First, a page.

Design of Cams for Actuating Limit Switches
FLUID POWER - Design Data Sheet 8
(Some of the material on switch cams was adapted from
information published by R.B.Denison, Inc.)
Too often there is a lack of attention given to properly
actuating a limit switch. The designer may be under the mistaken
impression that the size, shape, and contour of the dog or cam
which actuates the switch is unimportant, provided it actuates at
the right time and has good repetitive accuracy. The facts seem to
indicate that the highest percentage of failures in an electrical
control system have in the past been due to limit switch failures,
and these failures have largely been caused by one or more poor
design practices described in this sheet:
Figure 1 - Cam Angle.
Leading Edge of Cam Should be Parallel to Switch Lever
Figure 2 - Cams with
Straight Slope on Leading Edge are Suitable for Moderately High
Figure 3 - For Very High Cam
Speeds, Leading Edge of Cam Should be Contoured.
1. Many failures have been due to the use, for
reasons of economy, of light-duty, non-enclosed, or unprotected
switches on applications where heavy duty industrial limit switches
should have been used.
2. Improper Cam Angle. Figure 1.
The leading edge of the actuating cam should be approximately
parallel to the switch arm. Not more than a 5-degree variation
should be allowed in either direction.
3. Excessive Rotational Movement. Cams should be
designed so they do not over-rotate switch levers. Excess movement
results in unnecessary strain on mechanical parts and springs in
4. Excessive Impact. Sloped or contoured surfaces
in Figures 2 and 3, should be
used on fast-traveling cams. High impact on the switch mechanism is
a major cause of premature switch failure. At slow cam speeds there
is no cause for concern, but at high speed, impact of cam on switch
mechanism may cause physical damage to mechanical parts of the
switch, but more important, it causes the contacts to bounce,
making and breaking the circuit more than once, and during a period
of high inrush current. This reduces contact life in proportion to
the severity of the bounce.
5. Cam Contour. For cam speeds of 50 feet per minute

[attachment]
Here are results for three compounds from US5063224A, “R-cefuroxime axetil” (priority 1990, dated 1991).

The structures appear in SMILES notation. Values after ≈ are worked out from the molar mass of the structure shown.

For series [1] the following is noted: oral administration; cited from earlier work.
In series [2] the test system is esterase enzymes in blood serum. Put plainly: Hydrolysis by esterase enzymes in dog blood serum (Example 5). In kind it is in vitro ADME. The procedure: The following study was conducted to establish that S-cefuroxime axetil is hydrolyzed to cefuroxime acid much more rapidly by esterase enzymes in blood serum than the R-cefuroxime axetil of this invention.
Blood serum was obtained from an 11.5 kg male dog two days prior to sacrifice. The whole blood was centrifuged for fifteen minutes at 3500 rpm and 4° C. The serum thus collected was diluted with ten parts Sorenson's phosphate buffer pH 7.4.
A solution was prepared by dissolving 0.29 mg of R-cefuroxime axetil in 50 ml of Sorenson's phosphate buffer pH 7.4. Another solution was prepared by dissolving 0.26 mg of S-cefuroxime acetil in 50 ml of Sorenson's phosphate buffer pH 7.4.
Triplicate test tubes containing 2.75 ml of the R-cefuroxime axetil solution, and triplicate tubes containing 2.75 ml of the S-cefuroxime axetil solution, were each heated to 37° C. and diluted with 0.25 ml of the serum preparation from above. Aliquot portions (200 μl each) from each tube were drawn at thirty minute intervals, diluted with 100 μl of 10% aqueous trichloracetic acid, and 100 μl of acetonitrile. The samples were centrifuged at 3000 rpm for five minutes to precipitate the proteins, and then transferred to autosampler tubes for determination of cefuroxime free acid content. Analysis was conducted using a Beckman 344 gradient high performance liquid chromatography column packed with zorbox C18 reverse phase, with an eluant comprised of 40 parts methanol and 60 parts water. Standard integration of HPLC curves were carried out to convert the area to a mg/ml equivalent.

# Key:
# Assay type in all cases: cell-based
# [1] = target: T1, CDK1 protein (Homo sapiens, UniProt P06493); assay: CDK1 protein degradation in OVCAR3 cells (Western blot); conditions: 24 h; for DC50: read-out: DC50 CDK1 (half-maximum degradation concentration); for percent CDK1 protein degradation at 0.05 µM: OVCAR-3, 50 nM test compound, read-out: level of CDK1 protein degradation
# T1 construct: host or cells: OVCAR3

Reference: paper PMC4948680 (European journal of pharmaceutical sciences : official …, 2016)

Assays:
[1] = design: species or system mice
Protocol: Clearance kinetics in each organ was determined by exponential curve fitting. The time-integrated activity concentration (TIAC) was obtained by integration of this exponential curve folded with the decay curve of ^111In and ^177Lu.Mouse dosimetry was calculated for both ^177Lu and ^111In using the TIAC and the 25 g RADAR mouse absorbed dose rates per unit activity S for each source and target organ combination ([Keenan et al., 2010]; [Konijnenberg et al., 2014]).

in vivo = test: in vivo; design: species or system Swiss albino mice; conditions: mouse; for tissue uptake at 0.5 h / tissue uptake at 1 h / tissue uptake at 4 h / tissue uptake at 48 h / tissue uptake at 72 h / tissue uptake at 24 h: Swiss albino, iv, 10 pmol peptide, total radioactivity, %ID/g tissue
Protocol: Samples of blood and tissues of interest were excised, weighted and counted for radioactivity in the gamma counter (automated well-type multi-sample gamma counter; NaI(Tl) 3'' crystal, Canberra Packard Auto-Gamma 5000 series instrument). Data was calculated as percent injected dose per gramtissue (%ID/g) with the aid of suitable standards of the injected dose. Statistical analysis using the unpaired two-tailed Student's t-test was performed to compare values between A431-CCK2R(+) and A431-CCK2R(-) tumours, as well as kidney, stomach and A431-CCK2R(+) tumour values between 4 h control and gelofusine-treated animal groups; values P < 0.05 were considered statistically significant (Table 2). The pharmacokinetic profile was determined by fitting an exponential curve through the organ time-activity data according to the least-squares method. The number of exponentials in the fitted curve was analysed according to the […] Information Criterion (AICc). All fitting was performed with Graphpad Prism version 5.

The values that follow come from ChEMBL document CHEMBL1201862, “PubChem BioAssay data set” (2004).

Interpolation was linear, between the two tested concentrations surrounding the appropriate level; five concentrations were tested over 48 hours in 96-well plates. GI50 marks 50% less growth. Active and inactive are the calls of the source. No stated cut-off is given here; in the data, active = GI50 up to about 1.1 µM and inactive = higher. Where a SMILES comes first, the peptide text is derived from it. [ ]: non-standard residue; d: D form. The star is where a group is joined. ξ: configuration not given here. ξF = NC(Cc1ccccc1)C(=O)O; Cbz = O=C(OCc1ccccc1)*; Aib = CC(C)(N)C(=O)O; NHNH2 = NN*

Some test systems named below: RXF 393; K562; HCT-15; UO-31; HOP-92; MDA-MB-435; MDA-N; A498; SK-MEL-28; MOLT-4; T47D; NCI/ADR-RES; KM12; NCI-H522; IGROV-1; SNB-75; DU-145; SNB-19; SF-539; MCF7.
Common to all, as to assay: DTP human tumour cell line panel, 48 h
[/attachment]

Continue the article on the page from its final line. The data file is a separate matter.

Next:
or less, a fairly abrupt cam approach as in Figure 1 is usually
satisfactory. For higher speeds, the cam approach angle should be
more gradual as in Figure 2. While this straight
slope may give a slight impact to the switch roller, it is
satisfactory for speeds up to 200 feet per minute provided the
approach angle is very small. The switch should be mounted, at an
angle if necessary, so its arm can be adjusted to a position
parallel to the slope within ± 15°.
At cam speeds faster than 200 feet per minute,
the cam surface should be curved as in Figure 3,
to reduce impact on the switch mechanism at the moment of contact,
and to give a smooth acceleration to the switch arm. Length of
contour should be at least 3 inches, longer if possible. As in all
cam designs, the switch should be mounted so its lever can be
adjusted to be as nearly parallel to the cam surface as
At cam speeds over 400 feet per minute, it is
especially important to have as long a contoured cam surface as
space permits at least 6 inches or longer.
Figure 4 - The Trailing Edge
of the Cam should be Sloped to Prevent "Fly-back".
6. Overriding Cams. Figure 4. On
those applications where a cam must travel past a limit switch, the
switch arm should never be allowed to drop abruptly off the cam
surface. This "fly-back" will produce severe strains on mechanical
parts and springs in the switch, and will greatly shorten switch